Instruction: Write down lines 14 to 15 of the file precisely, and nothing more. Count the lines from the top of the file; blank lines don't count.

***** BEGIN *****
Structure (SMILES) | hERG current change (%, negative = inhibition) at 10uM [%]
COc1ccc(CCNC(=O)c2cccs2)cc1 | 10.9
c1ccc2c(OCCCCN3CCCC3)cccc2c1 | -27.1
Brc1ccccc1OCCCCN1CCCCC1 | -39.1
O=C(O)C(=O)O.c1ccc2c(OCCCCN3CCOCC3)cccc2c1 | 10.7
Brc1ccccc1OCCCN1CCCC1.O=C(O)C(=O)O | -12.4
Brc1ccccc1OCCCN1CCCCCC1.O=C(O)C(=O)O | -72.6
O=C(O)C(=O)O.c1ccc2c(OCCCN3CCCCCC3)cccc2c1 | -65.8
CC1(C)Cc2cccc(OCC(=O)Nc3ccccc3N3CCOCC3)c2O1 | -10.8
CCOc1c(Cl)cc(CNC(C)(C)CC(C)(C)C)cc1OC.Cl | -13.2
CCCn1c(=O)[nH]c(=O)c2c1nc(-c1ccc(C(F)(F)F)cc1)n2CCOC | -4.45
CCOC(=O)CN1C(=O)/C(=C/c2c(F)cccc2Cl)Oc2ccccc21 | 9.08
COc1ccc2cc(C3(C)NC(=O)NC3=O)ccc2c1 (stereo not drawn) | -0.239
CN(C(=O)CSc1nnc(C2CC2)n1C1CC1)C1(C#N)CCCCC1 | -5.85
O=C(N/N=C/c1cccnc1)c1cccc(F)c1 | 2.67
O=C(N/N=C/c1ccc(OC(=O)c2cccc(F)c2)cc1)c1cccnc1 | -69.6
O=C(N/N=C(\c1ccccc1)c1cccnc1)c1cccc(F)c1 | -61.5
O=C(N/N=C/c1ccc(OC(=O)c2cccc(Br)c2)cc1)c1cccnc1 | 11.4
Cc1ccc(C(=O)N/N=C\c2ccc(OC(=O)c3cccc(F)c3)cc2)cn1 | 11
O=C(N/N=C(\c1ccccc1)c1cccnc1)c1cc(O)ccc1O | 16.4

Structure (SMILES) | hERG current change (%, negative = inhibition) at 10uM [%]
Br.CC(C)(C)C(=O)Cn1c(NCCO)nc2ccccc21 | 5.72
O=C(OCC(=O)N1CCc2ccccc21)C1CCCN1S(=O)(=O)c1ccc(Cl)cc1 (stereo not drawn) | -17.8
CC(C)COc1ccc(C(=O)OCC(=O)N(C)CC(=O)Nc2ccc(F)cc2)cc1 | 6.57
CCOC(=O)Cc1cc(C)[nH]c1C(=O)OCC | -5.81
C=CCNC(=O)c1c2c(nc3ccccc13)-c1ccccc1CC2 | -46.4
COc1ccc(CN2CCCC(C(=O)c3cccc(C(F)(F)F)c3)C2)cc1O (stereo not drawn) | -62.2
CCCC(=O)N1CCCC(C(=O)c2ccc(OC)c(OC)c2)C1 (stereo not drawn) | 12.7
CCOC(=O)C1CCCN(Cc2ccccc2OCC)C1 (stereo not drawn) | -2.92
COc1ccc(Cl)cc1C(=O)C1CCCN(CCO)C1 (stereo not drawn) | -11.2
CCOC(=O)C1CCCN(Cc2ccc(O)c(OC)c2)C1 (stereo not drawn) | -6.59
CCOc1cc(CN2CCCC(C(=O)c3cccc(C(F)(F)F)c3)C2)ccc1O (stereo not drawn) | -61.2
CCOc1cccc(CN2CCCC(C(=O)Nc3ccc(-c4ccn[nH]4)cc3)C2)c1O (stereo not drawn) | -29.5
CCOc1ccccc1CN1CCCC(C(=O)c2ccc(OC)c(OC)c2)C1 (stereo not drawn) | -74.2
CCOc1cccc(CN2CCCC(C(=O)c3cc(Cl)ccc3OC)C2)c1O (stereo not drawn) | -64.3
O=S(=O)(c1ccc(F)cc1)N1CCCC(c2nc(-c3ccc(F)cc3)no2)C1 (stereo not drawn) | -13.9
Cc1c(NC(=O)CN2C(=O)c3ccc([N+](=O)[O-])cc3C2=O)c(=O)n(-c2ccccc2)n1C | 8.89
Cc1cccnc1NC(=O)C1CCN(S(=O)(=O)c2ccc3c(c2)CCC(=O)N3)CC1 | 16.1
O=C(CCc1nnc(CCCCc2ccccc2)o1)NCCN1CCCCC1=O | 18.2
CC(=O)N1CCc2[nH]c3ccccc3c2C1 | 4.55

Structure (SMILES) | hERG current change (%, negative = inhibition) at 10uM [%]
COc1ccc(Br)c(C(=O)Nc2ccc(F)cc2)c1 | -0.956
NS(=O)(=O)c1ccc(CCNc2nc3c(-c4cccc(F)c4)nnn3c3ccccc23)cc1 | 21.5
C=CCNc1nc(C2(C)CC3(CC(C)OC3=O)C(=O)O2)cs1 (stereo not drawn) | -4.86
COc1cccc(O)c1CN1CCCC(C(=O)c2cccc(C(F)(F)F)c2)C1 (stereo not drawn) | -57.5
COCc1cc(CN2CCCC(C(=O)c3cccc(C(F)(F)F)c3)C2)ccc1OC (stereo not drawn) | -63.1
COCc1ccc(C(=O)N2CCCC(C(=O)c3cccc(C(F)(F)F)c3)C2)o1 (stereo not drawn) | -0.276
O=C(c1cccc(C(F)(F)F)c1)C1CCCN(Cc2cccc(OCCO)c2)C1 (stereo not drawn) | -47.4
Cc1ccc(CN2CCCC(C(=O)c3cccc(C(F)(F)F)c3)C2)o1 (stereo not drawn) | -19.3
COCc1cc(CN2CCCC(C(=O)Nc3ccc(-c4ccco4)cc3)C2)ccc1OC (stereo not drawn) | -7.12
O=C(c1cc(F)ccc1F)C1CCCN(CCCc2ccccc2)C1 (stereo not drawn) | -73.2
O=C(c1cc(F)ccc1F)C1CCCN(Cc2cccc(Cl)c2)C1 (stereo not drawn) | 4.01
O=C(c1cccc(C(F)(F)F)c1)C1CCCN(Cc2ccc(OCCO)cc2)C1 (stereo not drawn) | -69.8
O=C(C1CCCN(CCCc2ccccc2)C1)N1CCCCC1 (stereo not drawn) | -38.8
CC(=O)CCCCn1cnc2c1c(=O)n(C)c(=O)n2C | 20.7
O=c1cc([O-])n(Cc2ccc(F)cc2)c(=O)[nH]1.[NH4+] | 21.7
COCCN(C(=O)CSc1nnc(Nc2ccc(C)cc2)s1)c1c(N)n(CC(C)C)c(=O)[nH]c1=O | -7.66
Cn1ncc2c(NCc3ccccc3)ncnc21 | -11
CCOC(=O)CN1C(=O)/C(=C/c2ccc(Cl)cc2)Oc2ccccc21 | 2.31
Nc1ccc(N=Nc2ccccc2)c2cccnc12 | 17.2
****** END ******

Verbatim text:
CN(C(=O)CSc1nnc(C2CC2)n1C1CC1)C1(C#N)CCCCC1 | -5.85
O=C(N/N=C/c1cccnc1)c1cccc(F)c1 | 2.67